Between 1854 and 1962 every Vermont governor had been a member of the Republican Party. For a generation the party had been deeply divided between the “Aiken-Gibson” and the “Proctor” supporters. Most newcomers to the state weren’t Republican stalwarts and the Democratic Party made continual gains in percentage of voters even though it lost elections. National politics and mass media diminished local political identifications, just as they weakened local ties in many other areas of life. Democrat Philip H. Hoff’s election as governor in 1962 signaled the end of unquestioned Republican supremacy.
Until the mid-1960s Vermont’s constitution specified that each town, regardless of its population, had one representative in the House. Burlington’s sole House member represented more people than the 107 representatives from the 107 smallest towns. The U.S. Supreme Court ruled in 1962 that “one town, one vote” apportionment violated the equal protection clause of the Fourteenth Amendment to the U.S. Constitution and in 1964 the Vermont Supreme Court came to the same decision in the case of Buckley vs. Hoff. A year later Vermont’s legislators passed a plan for reapportionment, which cut the number of House members from 246 to 150.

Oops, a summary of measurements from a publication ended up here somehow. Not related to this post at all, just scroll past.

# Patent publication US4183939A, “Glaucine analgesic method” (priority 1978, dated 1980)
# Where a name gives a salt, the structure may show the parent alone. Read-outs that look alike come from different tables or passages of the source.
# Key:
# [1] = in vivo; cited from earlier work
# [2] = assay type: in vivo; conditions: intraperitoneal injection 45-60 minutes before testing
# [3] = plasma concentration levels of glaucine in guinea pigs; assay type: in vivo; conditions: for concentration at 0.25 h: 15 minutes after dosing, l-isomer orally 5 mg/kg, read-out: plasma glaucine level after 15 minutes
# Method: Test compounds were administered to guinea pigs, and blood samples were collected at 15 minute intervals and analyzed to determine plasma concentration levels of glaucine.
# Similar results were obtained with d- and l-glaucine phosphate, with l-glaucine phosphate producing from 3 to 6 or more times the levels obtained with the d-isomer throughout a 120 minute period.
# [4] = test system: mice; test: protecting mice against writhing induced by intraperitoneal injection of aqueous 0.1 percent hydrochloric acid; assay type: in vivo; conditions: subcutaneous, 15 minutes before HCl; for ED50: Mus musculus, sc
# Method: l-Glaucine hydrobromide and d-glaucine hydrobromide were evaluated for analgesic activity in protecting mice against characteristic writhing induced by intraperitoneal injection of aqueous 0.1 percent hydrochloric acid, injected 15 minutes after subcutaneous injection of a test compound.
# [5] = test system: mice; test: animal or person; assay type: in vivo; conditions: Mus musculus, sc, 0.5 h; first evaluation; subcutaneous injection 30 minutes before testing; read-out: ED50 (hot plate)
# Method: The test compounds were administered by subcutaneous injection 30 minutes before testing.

The legislative reapportionment of 1965 evoked widely differing responses among Vermonters. Many viewed it as a matter of fundamental fairness, and considered the new, smaller body more efficient and productive. Others, however, feared that small towns would lose their voice in Montpelier. Both supporters and opponents of the “one-town, one-vote” legislature rued reapportionment as the loss of yet another tradition that had made Vermont special. The final gasp of Republican Party traditionalism, the “Mountain Rule” (the alternating of candidates between the east and west sides of the mountains), died a decade later.
Copyright 2006, Vermont Historical
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